Serenity is scarce in orbit
noise a hazard on space station
By Marcia Dunn, Associated Press, 11/22/2001
CAPE CANAVERAL, Fla. - The image is one of quiet serenity: Astronauts on a space station gliding effortlessly around Earth, removed from worldly clamor.
Here's the shrill reality: The fans and pumps are so loud up on the international space station that astronauts who spent nearly six months on board consider noise one of the top habitability issues.
"It's always there," says NASA astronaut Jim Voss.
"It's sort of like being in maybe a factory," he adds. "Not a factory where they're stamping steel, but a normal production facility where there's constant noise in the background all the time from machinery that's running."
Even though he wore ear plugs every night while he slept, Voss suffered a partial hearing loss during his space station stint. He says his ability to hear higher frequencies decreased, but, thankfully, was almost normal after his return to the relative quiet of Earth in August.
Voss and Russian commander Yuri Usachev slept in the Russian service module, which contains the toilet, galley, treadmill and a multitude of life-control systems, many of which go bump and not just in the night. The biggest offenders, Voss says, were fans for cooling equipment and circulating air.
Because the doors to their sleeping compartments were removed for better ventilation, Voss and Usachev had to put up with even more racket than intended.
Crewmate Susan Helms, on the other hand, did not lose any hearing because she slept in the quieter US laboratory. Even so, she occasionally wore noise-muffling headsets while she slept.
Helms says she was able to converse with Voss and Usachev in normal voice tones as long as they were close to one another and their ears were not plugged. Still, they found themselves saying, "What?" a lot.
"It's too noisy for general comfort," Voss warned Mission Control near the end of his flight, "and I think it will probably result in some hearing loss."
Russia's half of the space station has long been a concern.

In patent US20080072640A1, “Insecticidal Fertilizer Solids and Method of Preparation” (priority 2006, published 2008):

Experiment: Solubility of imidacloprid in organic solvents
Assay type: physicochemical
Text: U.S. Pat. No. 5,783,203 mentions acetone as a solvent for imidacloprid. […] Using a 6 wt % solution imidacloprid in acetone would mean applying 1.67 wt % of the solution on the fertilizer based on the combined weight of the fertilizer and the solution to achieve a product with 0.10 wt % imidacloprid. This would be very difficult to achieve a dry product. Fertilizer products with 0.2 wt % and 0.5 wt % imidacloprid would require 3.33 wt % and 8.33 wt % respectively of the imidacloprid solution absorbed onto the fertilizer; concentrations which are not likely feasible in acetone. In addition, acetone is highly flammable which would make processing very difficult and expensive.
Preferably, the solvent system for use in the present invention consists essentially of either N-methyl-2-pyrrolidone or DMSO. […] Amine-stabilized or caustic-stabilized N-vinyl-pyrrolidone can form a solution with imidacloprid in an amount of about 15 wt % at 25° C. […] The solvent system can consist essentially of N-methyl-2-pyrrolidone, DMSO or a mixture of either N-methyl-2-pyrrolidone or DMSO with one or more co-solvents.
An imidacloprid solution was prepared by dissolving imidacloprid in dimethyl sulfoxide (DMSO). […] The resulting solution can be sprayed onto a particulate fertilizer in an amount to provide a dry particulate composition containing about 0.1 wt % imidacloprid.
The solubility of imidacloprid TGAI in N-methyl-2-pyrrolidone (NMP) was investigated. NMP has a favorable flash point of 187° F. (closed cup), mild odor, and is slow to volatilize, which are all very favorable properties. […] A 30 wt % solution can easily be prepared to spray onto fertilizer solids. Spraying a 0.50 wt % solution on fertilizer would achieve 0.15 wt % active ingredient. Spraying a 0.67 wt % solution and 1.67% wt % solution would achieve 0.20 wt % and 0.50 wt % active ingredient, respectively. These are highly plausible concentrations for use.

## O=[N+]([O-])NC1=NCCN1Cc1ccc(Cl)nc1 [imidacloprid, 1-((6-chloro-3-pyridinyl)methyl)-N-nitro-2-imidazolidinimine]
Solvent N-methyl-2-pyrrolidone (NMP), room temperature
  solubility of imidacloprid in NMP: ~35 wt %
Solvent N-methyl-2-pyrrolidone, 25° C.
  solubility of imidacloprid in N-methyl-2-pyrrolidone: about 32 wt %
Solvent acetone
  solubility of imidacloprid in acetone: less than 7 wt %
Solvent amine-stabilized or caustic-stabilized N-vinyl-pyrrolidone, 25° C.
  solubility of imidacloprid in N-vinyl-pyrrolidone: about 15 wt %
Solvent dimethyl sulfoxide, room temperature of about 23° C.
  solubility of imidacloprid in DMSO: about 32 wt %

The two Russian core modules exceeded the safety limits of the National Aeronautics and Space Administration for noise even before they were launched in 1998 and 2000. Because they were patterned after existing Mir designs, the modules had higher noise limits than US standards.
By the time NASA got all the acoustic data on Russia's Mir space station, it was too late. The agreement was struck, and NASA was stuck.
"We were in a dilemma, and it was very difficult to convince anyone at the time that we were going to have these kinds of problems," recalls Jerry Goodman, a NASA engineer who got involved in the space station acoustics three or four years ago. "We got into a difficult political situation."
Anxious to get something in orbit after years of delay, space station officials accepted the noisy Russian modules with the understanding that mufflers would be added later.
Mufflers have been added, and more are on the way. But the overall noise level remains "pretty high," Goodman says.
In fact, only two of the six space station rooms meet the desired limit of 60 decibels. (The limit originally was 58 but crept up to 60 to account for payload noise.)
The service module is the loudest room with a constant decibel level in the high 60s to low 70s, roughly equivalent to a busy highway. The crescendo rises to 78 decibels in a few spots.
The American-made Destiny laboratory registers 60 to 63 decibels, with periodic spikes in the 70s when equipment kicks in. NASA's Unity passageway, at 58 decibels, is the quietest room.
The space shuttle limit, by comparison, is 68 decibels. But shuttle flights last no more than two weeks, so the exposure is considered acceptable.
Earplugs or headsets are not the answer.
"You try to wear those 24 hours a day," Goodman says. "They're very uncomfortable, and the crew won't tolerate them."
Goodman says the service module, with its dozens of fans, is even louder than Mir was before it careened out of orbit earlier this year. There were numerous reports of hearing problems aboard Mir, which makes the service module potentially more dangerous.
Besides health, crew safety could be at stake.
"The crew has to repeat what they say quite often, and there's a possibility for mistakes," Goodman says. "If you don't hear the numbers correctly, you put in the wrong thing, it could have bad repercussions."
The problem is further exacerbated by the mix of nationalities on board.
"When you communicate between an American and a Japanese or a Russian, you have a much more difficult time understanding," Goodman says. "If you've got a noisy environment, it really gets difficult."
The space station's current commander, American astronaut Frank Culbertson, already has expressed concern.
Culbertson says it took him a while one day to realize the fire alarm was going off in the lab. Luckily, it was a false alarm.
"It did not get my attention the way that I thought it would," Culbertson informed Mission Control earlier this month. He said the emergency tones need to be louder to be heard over the constant hum of equipment.
Russia plans to replace its fans with quieter units, but that's still 11/2 to two years away, says NASA's space station program manager, Tommy Holloway. The problem is financial, not technical, he stresses. In the meantime, engineers are working on other solutions, like isolating and insulating noisy equipment.
This story ran on page A50 of the Boston Globe on 11/22/2001.